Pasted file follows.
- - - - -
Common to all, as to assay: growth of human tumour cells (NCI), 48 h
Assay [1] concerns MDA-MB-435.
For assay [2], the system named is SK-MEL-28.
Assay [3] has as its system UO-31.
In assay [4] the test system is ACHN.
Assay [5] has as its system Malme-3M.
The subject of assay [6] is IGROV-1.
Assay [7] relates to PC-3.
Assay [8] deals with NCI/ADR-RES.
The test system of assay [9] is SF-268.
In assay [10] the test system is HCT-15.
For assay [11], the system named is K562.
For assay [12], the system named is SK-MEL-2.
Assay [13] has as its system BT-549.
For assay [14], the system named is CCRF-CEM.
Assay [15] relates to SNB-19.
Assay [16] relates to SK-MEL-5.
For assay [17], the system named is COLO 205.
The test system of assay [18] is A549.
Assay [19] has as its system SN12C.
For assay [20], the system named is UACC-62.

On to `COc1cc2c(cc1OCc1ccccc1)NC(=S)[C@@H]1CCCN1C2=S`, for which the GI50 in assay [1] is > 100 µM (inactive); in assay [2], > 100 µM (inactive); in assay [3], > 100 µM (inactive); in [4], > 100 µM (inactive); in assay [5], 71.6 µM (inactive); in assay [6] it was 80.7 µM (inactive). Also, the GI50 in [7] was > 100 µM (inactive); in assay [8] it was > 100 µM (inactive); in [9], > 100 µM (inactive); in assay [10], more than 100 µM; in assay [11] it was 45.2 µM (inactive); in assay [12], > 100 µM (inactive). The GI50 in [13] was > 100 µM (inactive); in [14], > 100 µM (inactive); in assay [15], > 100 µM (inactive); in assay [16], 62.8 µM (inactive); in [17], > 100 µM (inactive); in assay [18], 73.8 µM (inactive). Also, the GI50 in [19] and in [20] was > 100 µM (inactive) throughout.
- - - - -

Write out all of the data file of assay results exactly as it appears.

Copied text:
Common to all, as to assay: growth of human tumour cells (NCI), 48 h
Assay [1] concerns MDA-MB-435.
For assay [2], the system named is SK-MEL-28.
Assay [3] has as its system UO-31.
In assay [4] the test system is ACHN.
Assay [5] has as its system Malme-3M.
The subject of assay [6] is IGROV-1.
Assay [7] relates to PC-3.
Assay [8] deals with NCI/ADR-RES.
The test system of assay [9] is SF-268.
In assay [10] the test system is HCT-15.
For assay [11], the system named is K562.
For assay [12], the system named is SK-MEL-2.
Assay [13] has as its system BT-549.
For assay [14], the system named is CCRF-CEM.
Assay [15] relates to SNB-19.
Assay [16] relates to SK-MEL-5.
For assay [17], the system named is COLO 205.
The test system of assay [18] is A549.
Assay [19] has as its system SN12C.
For assay [20], the system named is UACC-62.

On to `COc1cc2c(cc1OCc1ccccc1)NC(=S)[C@@H]1CCCN1C2=S`, for which the GI50 in assay [1] is > 100 µM (inactive); in assay [2], > 100 µM (inactive); in assay [3], > 100 µM (inactive); in [4], > 100 µM (inactive); in assay [5], 71.6 µM (inactive); in assay [6] it was 80.7 µM (inactive). Also, the GI50 in [7] was > 100 µM (inactive); in assay [8] it was > 100 µM (inactive); in [9], > 100 µM (inactive); in assay [10], more than 100 µM; in assay [11] it was 45.2 µM (inactive); in assay [12], > 100 µM (inactive). The GI50 in [13] was > 100 µM (inactive); in [14], > 100 µM (inactive); in assay [15], > 100 µM (inactive); in assay [16], 62.8 µM (inactive); in [17], > 100 µM (inactive); in assay [18], 73.8 µM (inactive). Also, the GI50 in [19] and in [20] was > 100 µM (inactive) throughout.